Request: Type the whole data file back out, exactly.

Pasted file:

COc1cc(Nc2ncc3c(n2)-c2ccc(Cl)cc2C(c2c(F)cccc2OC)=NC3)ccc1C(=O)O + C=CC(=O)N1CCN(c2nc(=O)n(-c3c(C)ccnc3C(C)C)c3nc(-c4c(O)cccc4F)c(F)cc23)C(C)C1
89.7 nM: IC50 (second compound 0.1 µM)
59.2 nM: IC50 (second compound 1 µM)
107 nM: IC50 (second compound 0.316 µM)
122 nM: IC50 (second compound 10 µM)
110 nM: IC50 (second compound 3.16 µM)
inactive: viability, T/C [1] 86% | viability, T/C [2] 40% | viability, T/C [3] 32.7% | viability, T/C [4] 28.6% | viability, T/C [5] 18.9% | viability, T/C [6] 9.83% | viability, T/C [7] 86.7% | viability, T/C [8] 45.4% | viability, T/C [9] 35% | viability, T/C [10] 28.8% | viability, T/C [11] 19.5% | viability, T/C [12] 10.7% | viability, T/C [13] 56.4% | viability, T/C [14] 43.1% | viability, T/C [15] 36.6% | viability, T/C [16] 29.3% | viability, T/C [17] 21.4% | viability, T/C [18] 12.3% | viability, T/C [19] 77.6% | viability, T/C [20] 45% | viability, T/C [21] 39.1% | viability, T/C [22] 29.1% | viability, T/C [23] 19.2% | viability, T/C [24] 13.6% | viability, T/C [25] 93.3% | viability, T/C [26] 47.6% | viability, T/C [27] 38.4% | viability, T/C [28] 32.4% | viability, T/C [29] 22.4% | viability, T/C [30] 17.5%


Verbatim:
COc1cc(Nc2ncc3c(n2)-c2ccc(Cl)cc2C(c2c(F)cccc2OC)=NC3)ccc1C(=O)O + C=CC(=O)N1CCN(c2nc(=O)n(-c3c(C)ccnc3C(C)C)c3nc(-c4c(O)cccc4F)c(F)cc23)C(C)C1
89.7 nM: IC50 (second compound 0.1 µM)
59.2 nM: IC50 (second compound 1 µM)
107 nM: IC50 (second compound 0.316 µM)
122 nM: IC50 (second compound 10 µM)
110 nM: IC50 (second compound 3.16 µM)
inactive: viability, T/C [1] 86% | viability, T/C [2] 40% | viability, T/C [3] 32.7% | viability, T/C [4] 28.6% | viability, T/C [5] 18.9% | viability, T/C [6] 9.83% | viability, T/C [7] 86.7% | viability, T/C [8] 45.4% | viability, T/C [9] 35% | viability, T/C [10] 28.8% | viability, T/C [11] 19.5% | viability, T/C [12] 10.7% | viability, T/C [13] 56.4% | viability, T/C [14] 43.1% | viability, T/C [15] 36.6% | viability, T/C [16] 29.3% | viability, T/C [17] 21.4% | viability, T/C [18] 12.3% | viability, T/C [19] 77.6% | viability, T/C [20] 45% | viability, T/C [21] 39.1% | viability, T/C [22] 29.1% | viability, T/C [23] 19.2% | viability, T/C [24] 13.6% | viability, T/C [25] 93.3% | viability, T/C [26] 47.6% | viability, T/C [27] 38.4% | viability, T/C [28] 32.4% | viability, T/C [29] 22.4% | viability, T/C [30] 17.5%